After more than 17 years as the director of the University of Cincinnati (UC) Hoxworth Blood Center, Ronald Sacher, MD, professor of internal medicine and pathology at the UC College of Medicine, is stepping down effective Jan. 31, 2018. During his tenure, he fostered a mission of Hoxworth enhancing the well-being of patients in the community by assuring a reliable and economical supply of the safest possible blood while also providing innovative hematotherapy services and promoting research and education programs in transfusion medicine.
Before coming to Hoxworth, Sacher served as chairman of the department of laboratory medicine at Georgetown University, where he started a stem cell engineering lab and was interested in exploring other therapies that a blood center could implement. Shortly after arriving in 2000, Sacher reorganized the research components of Hoxworth, focusing on red cell preservation research. He even served as interim dean of the UC College of Medicine from Sept. 7, 2004 through July 31, 2005.
Sacher developed and facilitated expansion of the Hoxworth clinical trials program and made investments in the cellular engineering, cell therapy and regenerative medicine programs.
"I’m really proud of our research division and our Cellular Therapy and Regenerative Medicine Division,” says Sacher. "I’m proud of the fact that we’ve diversified and maintained our academic activities, rather than being solely a community blood bank. There are a number of community blood banks and what makes us special for one is we are the only blood center that’s owned and operated by a university.”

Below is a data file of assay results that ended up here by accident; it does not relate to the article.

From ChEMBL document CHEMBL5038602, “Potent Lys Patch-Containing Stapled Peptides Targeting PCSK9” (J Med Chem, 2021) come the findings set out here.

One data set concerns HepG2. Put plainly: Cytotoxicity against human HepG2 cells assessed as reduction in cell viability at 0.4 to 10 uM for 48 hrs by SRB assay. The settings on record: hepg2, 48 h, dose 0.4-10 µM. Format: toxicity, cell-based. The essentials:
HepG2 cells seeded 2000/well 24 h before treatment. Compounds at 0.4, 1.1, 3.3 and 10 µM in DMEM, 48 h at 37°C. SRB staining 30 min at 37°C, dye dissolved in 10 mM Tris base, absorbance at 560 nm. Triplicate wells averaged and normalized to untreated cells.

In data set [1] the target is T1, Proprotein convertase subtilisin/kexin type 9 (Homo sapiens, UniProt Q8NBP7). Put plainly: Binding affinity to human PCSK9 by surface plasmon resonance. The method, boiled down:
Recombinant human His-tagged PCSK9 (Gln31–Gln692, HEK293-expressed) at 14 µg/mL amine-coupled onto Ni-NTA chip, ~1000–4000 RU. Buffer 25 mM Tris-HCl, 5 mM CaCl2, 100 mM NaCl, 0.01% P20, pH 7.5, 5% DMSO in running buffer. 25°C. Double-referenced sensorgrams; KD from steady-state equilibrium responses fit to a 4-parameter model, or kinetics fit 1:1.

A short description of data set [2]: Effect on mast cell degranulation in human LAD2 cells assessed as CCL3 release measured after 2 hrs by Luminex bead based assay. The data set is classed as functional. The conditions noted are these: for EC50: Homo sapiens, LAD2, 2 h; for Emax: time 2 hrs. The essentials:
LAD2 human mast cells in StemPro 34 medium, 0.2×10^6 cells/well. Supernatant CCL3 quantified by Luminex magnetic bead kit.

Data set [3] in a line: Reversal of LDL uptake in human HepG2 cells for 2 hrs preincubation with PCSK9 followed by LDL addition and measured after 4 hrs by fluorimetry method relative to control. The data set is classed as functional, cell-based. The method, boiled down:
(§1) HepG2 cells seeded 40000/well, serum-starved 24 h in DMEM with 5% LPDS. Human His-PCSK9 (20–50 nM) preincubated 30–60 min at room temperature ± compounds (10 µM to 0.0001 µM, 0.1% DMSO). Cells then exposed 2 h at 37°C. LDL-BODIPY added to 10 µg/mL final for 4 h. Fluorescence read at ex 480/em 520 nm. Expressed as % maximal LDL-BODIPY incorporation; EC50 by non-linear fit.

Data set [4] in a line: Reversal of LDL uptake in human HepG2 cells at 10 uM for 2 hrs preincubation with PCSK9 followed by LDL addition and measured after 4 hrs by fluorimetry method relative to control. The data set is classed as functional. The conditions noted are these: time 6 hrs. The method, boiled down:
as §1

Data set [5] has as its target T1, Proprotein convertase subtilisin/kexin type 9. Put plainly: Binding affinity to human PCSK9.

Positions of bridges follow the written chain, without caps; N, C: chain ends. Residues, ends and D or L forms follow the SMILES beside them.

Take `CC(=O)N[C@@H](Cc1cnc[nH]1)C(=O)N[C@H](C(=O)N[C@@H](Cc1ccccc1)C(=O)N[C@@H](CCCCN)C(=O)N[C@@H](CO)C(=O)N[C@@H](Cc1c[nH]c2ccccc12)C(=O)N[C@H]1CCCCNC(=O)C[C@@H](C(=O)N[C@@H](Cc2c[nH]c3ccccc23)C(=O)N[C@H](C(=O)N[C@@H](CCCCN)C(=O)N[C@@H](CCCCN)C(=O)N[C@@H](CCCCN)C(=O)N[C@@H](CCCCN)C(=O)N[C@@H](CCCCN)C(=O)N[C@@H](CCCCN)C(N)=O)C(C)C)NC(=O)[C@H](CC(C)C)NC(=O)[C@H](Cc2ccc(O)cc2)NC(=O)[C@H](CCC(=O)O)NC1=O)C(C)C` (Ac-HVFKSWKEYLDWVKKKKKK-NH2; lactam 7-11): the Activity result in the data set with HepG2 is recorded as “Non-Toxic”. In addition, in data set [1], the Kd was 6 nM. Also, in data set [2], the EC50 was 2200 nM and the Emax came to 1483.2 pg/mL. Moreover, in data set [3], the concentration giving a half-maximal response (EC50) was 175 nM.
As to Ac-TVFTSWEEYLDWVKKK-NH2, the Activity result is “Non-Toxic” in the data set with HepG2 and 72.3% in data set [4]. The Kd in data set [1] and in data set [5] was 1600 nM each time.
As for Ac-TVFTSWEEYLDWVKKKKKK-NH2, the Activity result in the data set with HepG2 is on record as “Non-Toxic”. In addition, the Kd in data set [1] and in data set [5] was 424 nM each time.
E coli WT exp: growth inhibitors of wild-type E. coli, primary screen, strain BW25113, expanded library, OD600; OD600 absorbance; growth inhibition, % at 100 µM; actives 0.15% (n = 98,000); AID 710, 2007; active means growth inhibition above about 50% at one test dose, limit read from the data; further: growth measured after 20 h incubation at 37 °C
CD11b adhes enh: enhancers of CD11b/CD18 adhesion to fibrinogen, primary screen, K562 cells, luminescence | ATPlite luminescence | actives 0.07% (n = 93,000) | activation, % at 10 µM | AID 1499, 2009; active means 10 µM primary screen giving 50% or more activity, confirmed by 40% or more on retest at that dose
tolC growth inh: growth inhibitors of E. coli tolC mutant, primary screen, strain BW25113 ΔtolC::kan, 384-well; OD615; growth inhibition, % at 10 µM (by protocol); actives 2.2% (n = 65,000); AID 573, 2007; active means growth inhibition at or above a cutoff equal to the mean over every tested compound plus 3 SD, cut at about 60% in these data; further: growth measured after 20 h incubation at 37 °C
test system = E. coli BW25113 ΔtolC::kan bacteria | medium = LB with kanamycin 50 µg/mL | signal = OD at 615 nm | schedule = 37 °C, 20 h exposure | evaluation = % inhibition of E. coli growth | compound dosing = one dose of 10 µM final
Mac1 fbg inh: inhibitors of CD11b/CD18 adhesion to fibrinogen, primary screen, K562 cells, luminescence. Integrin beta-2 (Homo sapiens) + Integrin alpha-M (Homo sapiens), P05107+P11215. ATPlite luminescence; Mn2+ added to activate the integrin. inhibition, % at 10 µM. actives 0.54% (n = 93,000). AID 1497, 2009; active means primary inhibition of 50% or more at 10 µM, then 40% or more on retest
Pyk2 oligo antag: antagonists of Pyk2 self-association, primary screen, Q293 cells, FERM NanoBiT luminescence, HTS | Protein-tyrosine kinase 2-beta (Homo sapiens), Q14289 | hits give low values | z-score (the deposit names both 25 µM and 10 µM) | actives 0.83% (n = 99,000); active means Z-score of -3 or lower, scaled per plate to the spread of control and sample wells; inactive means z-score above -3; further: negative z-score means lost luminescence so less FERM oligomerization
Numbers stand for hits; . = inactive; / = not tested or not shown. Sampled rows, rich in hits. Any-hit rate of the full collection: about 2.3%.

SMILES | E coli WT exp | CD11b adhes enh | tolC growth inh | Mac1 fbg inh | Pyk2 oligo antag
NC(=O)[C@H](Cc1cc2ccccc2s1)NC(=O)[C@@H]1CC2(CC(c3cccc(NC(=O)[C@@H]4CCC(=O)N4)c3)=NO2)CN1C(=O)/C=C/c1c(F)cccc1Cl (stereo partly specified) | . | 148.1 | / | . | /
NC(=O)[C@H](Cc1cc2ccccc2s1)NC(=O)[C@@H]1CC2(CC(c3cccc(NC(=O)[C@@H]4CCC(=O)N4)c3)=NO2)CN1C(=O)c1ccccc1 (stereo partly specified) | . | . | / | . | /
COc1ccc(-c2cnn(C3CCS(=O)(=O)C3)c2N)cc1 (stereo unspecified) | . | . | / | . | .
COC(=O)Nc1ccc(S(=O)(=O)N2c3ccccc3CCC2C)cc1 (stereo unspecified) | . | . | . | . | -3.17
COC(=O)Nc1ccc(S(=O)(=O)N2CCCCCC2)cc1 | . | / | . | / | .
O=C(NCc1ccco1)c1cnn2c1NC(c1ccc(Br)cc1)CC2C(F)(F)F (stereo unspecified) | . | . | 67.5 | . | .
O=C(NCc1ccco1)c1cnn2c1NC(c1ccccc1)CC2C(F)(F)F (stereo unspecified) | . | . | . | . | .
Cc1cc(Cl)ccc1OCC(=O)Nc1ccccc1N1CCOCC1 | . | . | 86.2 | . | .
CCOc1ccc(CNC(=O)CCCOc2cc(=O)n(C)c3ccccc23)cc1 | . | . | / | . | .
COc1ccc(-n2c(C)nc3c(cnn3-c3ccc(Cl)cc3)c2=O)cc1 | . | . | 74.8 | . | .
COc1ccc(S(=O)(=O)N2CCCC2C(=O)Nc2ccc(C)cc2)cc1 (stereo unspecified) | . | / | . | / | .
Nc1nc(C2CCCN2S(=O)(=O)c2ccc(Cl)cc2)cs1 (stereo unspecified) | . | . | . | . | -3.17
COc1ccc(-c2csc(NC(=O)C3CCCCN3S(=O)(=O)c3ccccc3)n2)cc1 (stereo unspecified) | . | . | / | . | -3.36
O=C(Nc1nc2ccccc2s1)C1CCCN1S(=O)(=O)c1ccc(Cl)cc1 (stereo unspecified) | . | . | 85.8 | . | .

An announcement on new leadership at Hoxworth is expected soon.
"I feel comfortable that I’m leaving Hoxworth in a positive mode and I think that there really needs to be new blood taking over from me,” Sacher says.
Under Sacher’s guidance, Hoxworth donor frequency increased from 1.63 donations per donor per year to 1.78 donations per donor per year. For every 10,000 donors, that means an additional 1,200 units from reliable donors. From 2004 to 2017, Hoxworth blood drives increased 25 percent, from 1,201 to 1,500 annually.
Hoxworth’s donor diversity also increased during Sacher’s stewardship. From 2001 to 2017, gains were made in the percentage of donations coming from minority groups.
The Transplantation Immunology Division at Hoxworth saw dramatic increases in several areas from 2001 to 2017. The average test volume per month jumped from 800 to 3,500 while the monthly revenue increased 420 percent.
From 2001 to 2017, Hoxworth’s Cellular Therapies Division saw increases of 100 percent or more in the number of transplant programs served, the number of transplants supported annually and the number of employees.
Research dollars and revenue also saw major increases during Sacher’s 17 years as Hoxworth director. Research Division awards went from less than $500,000 in 2001 to nearly $2 million in 2017 while total revenue jumped from just over $25 million to more than $43 million.
Sacher may be leaving his day-to-day duties at Hoxworth behind, but he doesn’t have a rocking chair on a porch in a cabin in the woods in his near future. He plans to maintain his clinical practice and continue to give lectures and teach.
"I think this is the most exciting time in medicine ever because of the explosion of informatics and the ability to analyze big data,” Sacher says. "Another fascinating area is mining of the human genome, particularly in cancer, where there are new and novel therapies that are emerging. Researchers are manipulating the immune system. I think that’s an area that is just really exploding day by day.”
Sacher will also keep busy in his role as president of the American Clinical and Climatological Association (ACCA). "The ACCA is a multidisciplinary organization of people who have leadership in American medicine,” says Sacher. "It’s a very prestigious organization. This is truly one of the highlights of my career.”